Surprising to this author was that, while the average delay to IOC was 12 months, the average delay to FOC was even longer, at over two years. Some of this was down to already-apparent or emerging equipment problems (as with power generation on the Type 45) but the report points to wider issues including an MoD culture emphasising successful delivery and therefore premature acceptance and declaration of IOC.
In the case of the F-35, these factors were present as were shortcomings in the MoD’s own preparations. One of the eight case studies in the report covers the F-35 and contains negative points about the programme. To a certain extent this marks a break with the tradition in which the UK government has left criticism of the programme to the US authorities. After noting that IOC for the land-based aircraft was originally planned for the end of 2014, the report reads:
IOC (Land) was declared on 31 December 2018 with 67 exceptions against the intended milestone including: no availability of training simulators, issues with the global support solution and immature infrastructure delivery. As at February 2020, the project team had cleared 47 of the exceptions, although Air Command is clearing them more slowly than planned. The Department currently expects to deliver the promised F-35 Full Operating Capability requirements by 2023. (p. 23)
Beyond industrial performance, cash shortages are exposed as the other main source of delays: this can be expected to continue to feature, especially if the governmental and industrial system continues to give less than extensive attention to the eventual in-service costs of equipment from the very beginning of the acquisition process. The implicit recommendation in the report is that the MoD should either get more money or cut some programmes.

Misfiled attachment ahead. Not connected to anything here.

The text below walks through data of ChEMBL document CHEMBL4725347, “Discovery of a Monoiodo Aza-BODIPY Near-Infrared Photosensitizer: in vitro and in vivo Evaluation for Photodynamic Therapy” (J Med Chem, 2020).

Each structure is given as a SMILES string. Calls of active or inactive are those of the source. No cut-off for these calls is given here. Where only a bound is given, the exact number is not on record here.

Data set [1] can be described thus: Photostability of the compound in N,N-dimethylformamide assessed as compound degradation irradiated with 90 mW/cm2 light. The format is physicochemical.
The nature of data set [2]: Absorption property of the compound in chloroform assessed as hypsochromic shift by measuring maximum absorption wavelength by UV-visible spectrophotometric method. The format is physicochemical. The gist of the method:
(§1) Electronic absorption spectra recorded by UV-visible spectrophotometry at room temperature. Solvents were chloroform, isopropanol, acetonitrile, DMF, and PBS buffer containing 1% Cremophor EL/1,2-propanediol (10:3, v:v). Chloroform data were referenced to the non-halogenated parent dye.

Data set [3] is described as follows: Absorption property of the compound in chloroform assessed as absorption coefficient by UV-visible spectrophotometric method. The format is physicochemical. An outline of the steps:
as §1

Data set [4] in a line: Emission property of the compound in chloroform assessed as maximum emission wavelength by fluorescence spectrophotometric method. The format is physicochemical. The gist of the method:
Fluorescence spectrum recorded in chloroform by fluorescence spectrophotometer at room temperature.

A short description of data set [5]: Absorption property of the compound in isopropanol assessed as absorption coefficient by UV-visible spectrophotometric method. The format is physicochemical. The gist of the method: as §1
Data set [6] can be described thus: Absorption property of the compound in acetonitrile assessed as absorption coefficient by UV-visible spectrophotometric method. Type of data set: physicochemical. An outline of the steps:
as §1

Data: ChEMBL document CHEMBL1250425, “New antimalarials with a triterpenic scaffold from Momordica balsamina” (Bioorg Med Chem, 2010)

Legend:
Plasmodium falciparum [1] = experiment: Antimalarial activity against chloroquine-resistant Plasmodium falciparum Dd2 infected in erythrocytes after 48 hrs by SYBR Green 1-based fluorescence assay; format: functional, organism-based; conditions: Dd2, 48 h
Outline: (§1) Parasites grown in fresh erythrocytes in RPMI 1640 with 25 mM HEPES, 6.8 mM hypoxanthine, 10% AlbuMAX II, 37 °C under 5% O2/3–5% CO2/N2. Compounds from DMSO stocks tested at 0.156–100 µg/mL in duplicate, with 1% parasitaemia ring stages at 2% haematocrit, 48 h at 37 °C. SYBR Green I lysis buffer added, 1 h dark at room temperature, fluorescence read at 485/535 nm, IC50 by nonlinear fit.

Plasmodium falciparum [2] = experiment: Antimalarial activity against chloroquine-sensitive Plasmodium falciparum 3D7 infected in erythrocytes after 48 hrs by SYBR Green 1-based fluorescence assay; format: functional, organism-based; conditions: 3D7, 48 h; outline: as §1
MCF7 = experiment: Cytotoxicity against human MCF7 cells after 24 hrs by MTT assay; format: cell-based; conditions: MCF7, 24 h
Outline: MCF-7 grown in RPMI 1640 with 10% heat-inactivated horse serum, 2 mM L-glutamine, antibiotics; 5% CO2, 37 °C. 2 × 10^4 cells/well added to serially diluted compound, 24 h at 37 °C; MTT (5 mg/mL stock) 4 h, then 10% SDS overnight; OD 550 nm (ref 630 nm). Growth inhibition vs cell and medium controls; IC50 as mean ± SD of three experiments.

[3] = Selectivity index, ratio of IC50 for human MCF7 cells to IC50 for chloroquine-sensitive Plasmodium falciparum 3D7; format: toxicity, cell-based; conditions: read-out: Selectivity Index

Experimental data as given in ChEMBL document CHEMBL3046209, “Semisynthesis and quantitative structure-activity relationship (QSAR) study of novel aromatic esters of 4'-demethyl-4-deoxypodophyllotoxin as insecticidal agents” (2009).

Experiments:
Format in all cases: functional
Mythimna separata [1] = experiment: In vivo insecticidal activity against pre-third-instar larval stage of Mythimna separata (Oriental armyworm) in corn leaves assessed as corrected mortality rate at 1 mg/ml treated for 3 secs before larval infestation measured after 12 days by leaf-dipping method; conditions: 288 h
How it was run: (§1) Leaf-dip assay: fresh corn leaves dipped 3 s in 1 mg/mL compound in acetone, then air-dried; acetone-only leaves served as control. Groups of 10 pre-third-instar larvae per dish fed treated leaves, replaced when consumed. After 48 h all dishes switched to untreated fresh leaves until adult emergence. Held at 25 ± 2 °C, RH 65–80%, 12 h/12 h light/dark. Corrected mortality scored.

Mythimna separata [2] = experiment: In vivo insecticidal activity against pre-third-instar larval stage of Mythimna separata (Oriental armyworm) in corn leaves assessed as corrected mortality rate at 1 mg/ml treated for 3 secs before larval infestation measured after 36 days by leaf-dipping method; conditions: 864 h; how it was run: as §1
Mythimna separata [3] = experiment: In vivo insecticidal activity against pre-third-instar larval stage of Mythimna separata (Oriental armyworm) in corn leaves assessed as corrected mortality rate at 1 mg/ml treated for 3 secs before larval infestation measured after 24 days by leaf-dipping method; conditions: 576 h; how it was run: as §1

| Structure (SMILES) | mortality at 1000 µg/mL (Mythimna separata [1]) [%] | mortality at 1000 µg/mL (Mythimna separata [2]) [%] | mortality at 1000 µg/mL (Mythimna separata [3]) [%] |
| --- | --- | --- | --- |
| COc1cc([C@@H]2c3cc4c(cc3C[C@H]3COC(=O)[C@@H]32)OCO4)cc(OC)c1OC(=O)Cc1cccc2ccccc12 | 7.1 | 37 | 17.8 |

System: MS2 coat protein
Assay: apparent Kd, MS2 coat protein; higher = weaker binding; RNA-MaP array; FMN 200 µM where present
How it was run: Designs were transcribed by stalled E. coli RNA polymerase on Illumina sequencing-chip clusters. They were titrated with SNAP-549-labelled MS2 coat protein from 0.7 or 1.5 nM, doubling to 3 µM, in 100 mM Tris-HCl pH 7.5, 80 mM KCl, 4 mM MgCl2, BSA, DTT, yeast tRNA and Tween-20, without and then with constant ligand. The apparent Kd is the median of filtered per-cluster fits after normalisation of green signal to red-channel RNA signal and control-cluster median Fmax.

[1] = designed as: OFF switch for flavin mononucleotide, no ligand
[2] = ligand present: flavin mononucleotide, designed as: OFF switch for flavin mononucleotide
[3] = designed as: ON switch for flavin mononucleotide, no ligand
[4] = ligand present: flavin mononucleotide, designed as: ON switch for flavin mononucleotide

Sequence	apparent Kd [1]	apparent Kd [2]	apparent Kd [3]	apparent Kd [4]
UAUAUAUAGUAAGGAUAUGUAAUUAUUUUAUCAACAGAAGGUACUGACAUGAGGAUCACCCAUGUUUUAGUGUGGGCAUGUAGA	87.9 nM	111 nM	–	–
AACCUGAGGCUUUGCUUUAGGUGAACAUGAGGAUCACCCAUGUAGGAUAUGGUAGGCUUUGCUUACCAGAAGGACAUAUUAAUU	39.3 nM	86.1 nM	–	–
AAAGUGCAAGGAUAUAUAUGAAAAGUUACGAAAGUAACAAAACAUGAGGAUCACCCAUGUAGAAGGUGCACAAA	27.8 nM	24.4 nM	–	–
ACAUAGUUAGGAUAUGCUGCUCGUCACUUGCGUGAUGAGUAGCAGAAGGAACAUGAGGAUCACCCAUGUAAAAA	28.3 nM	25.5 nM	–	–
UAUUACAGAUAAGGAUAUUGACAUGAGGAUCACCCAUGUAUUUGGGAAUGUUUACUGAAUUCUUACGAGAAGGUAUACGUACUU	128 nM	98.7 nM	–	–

The report finds that the MoD has not appointed enough SROs and that they are often under-resourced, but it does not explore in any detail whether they have the powers needed to deliver their responsibilities. Delivery of the DLoDs, especially for innovative and novel projects, can involve everything from the recruitment and development of new sorts of service personnel, to doctrine writing and the arrangement of integrated logistics support. An SRO can monitor and encourage preparations in these areas but not arrange them.
The NAO’s recommendation is that the MoD Head Office be strengthened so that it can better monitor the performance of SROs; an alternative approach would be to make the SROs responsible primarily for reporting the timely delivery by others of TEPIDOIL upwards into Head Office. This would, however, require some assurance for SROs that their careers would not suffer if they passed up some shortcomings in their own commands.
The report, which should be an annual publication, is a welcome boost to transparency on UK defence management. The cost of the research is not revealed, nor is the time taken for its preparation, but the report did involve nine NAO staff and so clearly took a considerable effort.
However, the report arguably neglects the inherent technical and financial risks associated with ambitious development projects. The delivery of everything on time with all the DLoDs funded and in place would imply that the country’s armed forces would be receiving equipment defined with modest requirements and associated needs.
The scope for risky innovation would be very limited. To be able to optimise the MoD’s management of its entire capability development portfolio, a top-level MoD statement of risk appetite, endorsed by the whole of government, would be of great utility.
The views expressed in this Commentary are the author's, and do not represent those of RUSI or any other institution.
BANNER IMAGE: Courtesy of UK Ministry of Defence/Wikimedia Commons